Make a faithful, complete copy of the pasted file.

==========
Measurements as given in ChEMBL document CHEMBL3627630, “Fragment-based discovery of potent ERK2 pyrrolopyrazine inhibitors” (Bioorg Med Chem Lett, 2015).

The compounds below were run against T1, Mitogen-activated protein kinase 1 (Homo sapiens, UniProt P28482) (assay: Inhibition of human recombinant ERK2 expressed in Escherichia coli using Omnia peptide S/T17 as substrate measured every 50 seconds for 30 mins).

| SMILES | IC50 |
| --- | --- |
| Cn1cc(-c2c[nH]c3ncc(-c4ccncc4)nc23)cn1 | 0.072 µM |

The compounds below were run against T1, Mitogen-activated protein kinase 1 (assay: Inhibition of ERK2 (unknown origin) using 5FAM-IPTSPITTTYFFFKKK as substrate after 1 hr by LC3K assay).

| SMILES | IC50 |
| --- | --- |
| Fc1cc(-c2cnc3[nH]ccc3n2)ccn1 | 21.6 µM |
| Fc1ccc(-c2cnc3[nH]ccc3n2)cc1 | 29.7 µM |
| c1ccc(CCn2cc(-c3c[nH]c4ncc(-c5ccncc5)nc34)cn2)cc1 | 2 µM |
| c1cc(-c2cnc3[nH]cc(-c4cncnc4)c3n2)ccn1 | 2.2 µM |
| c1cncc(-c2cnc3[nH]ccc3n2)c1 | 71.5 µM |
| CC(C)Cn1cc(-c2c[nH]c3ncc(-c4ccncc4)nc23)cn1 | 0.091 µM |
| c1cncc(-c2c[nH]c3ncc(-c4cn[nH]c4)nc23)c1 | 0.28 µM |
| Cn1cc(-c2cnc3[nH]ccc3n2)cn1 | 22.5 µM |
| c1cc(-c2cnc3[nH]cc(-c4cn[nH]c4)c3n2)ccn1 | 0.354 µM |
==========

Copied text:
Measurements as given in ChEMBL document CHEMBL3627630, “Fragment-based discovery of potent ERK2 pyrrolopyrazine inhibitors” (Bioorg Med Chem Lett, 2015).

The compounds below were run against T1, Mitogen-activated protein kinase 1 (Homo sapiens, UniProt P28482) (assay: Inhibition of human recombinant ERK2 expressed in Escherichia coli using Omnia peptide S/T17 as substrate measured every 50 seconds for 30 mins).

| SMILES | IC50 |
| --- | --- |
| Cn1cc(-c2c[nH]c3ncc(-c4ccncc4)nc23)cn1 | 0.072 µM |

The compounds below were run against T1, Mitogen-activated protein kinase 1 (assay: Inhibition of ERK2 (unknown origin) using 5FAM-IPTSPITTTYFFFKKK as substrate after 1 hr by LC3K assay).

| SMILES | IC50 |
| --- | --- |
| Fc1cc(-c2cnc3[nH]ccc3n2)ccn1 | 21.6 µM |
| Fc1ccc(-c2cnc3[nH]ccc3n2)cc1 | 29.7 µM |
| c1ccc(CCn2cc(-c3c[nH]c4ncc(-c5ccncc5)nc34)cn2)cc1 | 2 µM |
| c1cc(-c2cnc3[nH]cc(-c4cncnc4)c3n2)ccn1 | 2.2 µM |
| c1cncc(-c2cnc3[nH]ccc3n2)c1 | 71.5 µM |
| CC(C)Cn1cc(-c2c[nH]c3ncc(-c4ccncc4)nc23)cn1 | 0.091 µM |
| c1cncc(-c2c[nH]c3ncc(-c4cn[nH]c4)nc23)c1 | 0.28 µM |
| Cn1cc(-c2cnc3[nH]ccc3n2)cn1 | 22.5 µM |
| c1cc(-c2cnc3[nH]cc(-c4cn[nH]c4)c3n2)ccn1 | 0.354 µM |